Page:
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Bugs on the Brink

St Helena is one of the UK’s Overseas Territories. Sitting between Africa and South America in the South Atlantic Ocean, it is one of the most remote inhabited islands in the world and has a  unique biological heritage.

Often called the ‘Galapagos of the South Atlantic’ the island’s flora and fauna has evolved in extreme isolation, resulting in more than 400 invertebrate species that are not found anywhere else on Earth. That’s more endemic species than the UK and all its other Overseas Territories put together.

What’s been going wrong?

Following its discovery by sailors in 1502, St Helena suffered immense environmental destruction, caused mainly by introducing livestock and cutting down the forest.

Today, much of the island’s unique wildlife is threatened with extinction.

Spikey yellow woodlouse (Pseudolaureola atlantica) © Ed Thorpe

Spikey yellow woodlouse (Pseudolaureola atlantica) © Ed Thorpe

Iconic invertebrates such as the Giant earwig (Labidura herculeana), Giant ground beetle (Aplothorax burchelli) and St Helena darter (a dragonfly – Sympetrum dilatatum) have become extinct within the memory spans of people living on the island now.

The remnants of the native flora and fauna are struggling to survive in tiny fragments.  Native invertebrates face a wide range of pressures from non-native wildlife;  introduced plants threaten to overwhelm native habitat; introduced mammals like rats and mice and countless introduced invertebrates, such as centipedes and praying mantis either compete with or prey upon  native wildlife.

 

What have we done?

The UK Government’s Darwin Initiative awarded funding for a project called ‘Bugs on the Brink: Laying the Foundations for Invertebrate Conservation on St Helena’, which ran from 2013 to 2016.

Buglife, the St Helena National Trust, St Helena Government and the Centre for Ecology and Hydrology (Edinburgh) worked in partnership for three years to conserve what is left of the unique and very threatened fauna of the island.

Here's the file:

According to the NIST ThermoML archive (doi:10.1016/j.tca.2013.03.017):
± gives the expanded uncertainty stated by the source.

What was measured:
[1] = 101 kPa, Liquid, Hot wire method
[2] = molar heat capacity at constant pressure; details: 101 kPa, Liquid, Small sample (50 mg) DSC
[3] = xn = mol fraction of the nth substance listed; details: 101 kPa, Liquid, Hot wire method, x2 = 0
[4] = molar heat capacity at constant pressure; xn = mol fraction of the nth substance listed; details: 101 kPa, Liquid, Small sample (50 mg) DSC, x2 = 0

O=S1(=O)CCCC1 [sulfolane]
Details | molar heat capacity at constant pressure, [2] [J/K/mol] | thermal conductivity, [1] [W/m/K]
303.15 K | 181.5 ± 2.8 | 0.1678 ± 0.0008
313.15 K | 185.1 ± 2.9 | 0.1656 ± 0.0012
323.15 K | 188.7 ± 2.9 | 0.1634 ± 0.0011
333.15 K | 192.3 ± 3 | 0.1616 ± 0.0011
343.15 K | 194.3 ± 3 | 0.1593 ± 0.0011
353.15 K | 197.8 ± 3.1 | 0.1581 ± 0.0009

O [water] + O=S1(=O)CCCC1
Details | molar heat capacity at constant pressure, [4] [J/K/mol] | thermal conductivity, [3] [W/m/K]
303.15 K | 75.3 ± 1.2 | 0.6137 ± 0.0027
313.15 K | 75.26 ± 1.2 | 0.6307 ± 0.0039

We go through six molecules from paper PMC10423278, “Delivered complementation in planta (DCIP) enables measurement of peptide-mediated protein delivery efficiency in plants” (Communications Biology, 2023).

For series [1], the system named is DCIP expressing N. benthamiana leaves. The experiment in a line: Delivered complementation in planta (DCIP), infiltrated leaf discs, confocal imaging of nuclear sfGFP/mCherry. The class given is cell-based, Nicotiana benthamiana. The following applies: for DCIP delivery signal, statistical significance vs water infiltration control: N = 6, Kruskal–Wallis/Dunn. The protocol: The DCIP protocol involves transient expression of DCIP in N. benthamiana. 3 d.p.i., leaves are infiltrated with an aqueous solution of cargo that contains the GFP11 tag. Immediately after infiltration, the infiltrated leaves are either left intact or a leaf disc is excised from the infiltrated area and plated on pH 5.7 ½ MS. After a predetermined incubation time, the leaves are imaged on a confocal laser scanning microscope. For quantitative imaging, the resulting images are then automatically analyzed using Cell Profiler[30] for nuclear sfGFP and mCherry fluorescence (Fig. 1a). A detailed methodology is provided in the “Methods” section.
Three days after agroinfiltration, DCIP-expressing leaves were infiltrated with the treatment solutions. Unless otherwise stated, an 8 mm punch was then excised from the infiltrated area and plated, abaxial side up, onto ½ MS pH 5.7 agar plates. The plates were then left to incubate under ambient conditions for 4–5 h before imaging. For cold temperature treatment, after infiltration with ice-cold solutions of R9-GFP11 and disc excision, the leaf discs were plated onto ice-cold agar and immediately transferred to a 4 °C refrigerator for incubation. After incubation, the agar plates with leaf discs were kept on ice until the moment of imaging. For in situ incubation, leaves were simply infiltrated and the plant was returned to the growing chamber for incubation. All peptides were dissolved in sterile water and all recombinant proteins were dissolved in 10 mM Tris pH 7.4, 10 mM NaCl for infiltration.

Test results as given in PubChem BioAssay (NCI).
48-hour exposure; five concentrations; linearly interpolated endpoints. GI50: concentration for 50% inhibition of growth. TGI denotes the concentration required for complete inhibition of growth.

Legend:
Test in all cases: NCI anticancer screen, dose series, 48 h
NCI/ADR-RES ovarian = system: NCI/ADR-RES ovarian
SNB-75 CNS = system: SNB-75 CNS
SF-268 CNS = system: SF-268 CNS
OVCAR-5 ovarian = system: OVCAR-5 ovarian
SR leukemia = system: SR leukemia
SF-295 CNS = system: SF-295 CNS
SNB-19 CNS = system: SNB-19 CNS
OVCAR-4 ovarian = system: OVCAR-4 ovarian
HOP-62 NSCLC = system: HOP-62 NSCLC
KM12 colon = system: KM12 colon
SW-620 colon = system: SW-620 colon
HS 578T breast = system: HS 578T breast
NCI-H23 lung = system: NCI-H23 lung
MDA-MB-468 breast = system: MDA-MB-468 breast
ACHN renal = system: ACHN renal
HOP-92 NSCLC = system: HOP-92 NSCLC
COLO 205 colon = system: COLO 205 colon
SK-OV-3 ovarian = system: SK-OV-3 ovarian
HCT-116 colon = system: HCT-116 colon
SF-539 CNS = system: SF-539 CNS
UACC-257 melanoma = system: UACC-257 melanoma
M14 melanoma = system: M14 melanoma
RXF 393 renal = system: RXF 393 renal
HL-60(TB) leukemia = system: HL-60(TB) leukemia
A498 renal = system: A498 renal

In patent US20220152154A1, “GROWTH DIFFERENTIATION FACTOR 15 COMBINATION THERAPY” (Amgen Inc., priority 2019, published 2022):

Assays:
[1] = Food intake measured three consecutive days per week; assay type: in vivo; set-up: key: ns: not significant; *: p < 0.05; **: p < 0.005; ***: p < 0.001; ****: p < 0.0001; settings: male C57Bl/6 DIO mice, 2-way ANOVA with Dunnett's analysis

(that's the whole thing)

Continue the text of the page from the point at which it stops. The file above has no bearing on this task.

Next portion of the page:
The 4 year project made significant progress in securing the long term survival of the 460 endemic invertebrates on St Helena. Including embedding invertebrates into the work of the government and NGOs on island with a five year invertebrate strategy, 285 invertebrates are now protected through new legislation and red listing started with 16 invertebrates. Ten weeks of training saw 41 training opportunities delivered for government and NGO staff. A massive dataset was also collated with 3,000 species baseline and 10,000 records; and an invertebrate guide and reference collection established.

There was also extensive engagement with Saints (local people from St Helena) with 77 education events with 1720 opportunities for children; and with 39 teachers trained on invertebrate education and 100% islanders exposed to the project through media and events.

For more information on the project’s achievements see the St Helena National Trust website

Many great discoveries have been made during the project on this amazing island. 

 

A taste of St Helena’s wonders

  • The summit ridge, known as the Central Peaks, is the highest part of St Helena. At around 700-800m, the ridge receives the highest rainfall. Usually enveloped in mist, it is covered with cloud forest, comprising cabbage tree woodland and tree-fern thicket. More than 200 endemic invertebrates occur in the Central Peaks, over half the endemic fauna. Approximately 125 species are confined here, unable to leave its fragmented refuge, including the iconic Spiky yellow woodlouse.

 

  • Prosperous Bay Plain is the flattest area on St Helena, it is hot and dry. A unique desert ecosystem has developed in the Central Basin, where up to 40 endemic invertebrates have evolved.  Many are specialists in burrowing, including some spectacular nocturnal wolf spiders, whose eyes blink back at you in the torchlight.

 

  • Peak Dale and the Millennium Forest are where one of the principal endemic trees of St Helena, the Gumwood, still grows. Peak Dale is a remnant habitat, still inhabited by many endemic moths and beetles. The Millennium Forest has been replanted with Gumwood in an effort to restore this habitat.

 

What is waiting to be discovered during the project on this amazing island?

Buglife would like to thank those who have helped fund and support the conservation of unique invertebrates in St Helena. The Darwin Initiative who have kindly funded this project and our partners St Helena National Trust, St Helena Government and Centre for Ecology & Hydrology.

 

 

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